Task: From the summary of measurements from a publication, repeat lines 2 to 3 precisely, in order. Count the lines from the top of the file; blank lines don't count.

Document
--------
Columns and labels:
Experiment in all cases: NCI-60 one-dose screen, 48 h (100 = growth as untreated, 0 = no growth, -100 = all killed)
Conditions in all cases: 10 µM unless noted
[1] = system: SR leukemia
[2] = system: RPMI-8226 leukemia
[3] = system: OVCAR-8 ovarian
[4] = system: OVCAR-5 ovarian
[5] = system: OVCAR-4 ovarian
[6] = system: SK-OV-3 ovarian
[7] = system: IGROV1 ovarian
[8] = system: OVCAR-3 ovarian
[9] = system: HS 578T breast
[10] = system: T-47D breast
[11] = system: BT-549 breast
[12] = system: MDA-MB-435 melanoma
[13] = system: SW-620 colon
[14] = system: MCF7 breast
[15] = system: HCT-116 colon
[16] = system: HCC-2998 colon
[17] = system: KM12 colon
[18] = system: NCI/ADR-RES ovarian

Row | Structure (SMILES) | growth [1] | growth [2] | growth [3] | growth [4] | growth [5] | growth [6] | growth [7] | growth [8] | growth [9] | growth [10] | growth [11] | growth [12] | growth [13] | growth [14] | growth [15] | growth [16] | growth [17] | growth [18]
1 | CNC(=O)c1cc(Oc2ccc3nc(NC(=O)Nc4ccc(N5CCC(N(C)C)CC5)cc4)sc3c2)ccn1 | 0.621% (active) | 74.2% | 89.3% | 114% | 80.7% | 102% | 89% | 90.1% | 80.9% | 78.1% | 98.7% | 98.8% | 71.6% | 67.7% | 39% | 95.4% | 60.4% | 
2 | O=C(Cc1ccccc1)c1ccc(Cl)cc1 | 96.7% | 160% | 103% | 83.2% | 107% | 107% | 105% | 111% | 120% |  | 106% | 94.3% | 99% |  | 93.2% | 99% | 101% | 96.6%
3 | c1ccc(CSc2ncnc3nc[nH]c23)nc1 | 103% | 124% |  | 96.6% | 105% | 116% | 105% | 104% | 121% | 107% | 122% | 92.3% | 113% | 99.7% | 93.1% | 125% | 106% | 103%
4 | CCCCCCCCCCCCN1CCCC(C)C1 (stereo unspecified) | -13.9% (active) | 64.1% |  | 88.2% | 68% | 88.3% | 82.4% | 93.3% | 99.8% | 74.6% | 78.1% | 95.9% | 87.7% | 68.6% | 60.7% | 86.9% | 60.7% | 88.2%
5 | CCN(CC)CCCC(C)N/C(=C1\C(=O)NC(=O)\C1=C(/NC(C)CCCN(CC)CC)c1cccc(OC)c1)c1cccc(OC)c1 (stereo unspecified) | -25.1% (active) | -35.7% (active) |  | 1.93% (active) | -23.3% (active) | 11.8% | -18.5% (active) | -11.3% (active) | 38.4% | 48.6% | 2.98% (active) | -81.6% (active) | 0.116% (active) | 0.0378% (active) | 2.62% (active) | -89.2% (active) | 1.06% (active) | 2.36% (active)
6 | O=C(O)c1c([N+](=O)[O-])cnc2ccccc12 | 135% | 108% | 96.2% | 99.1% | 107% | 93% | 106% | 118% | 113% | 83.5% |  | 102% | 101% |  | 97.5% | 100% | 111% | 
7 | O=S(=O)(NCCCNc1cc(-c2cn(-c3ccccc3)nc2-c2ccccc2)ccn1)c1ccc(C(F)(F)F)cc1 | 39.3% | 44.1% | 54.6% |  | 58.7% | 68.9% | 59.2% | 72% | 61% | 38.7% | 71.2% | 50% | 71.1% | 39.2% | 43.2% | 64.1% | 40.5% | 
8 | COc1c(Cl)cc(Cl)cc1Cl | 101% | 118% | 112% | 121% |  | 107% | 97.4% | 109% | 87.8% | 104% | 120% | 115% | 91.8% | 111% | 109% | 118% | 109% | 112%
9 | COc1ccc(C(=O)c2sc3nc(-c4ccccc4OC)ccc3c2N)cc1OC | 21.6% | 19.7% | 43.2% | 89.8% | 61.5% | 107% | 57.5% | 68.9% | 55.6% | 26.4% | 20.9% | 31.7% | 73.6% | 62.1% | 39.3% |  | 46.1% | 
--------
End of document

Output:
Experiment in all cases: NCI-60 one-dose screen, 48 h (100 = growth as untreated, 0 = no growth, -100 = all killed)
Conditions in all cases: 10 µM unless noted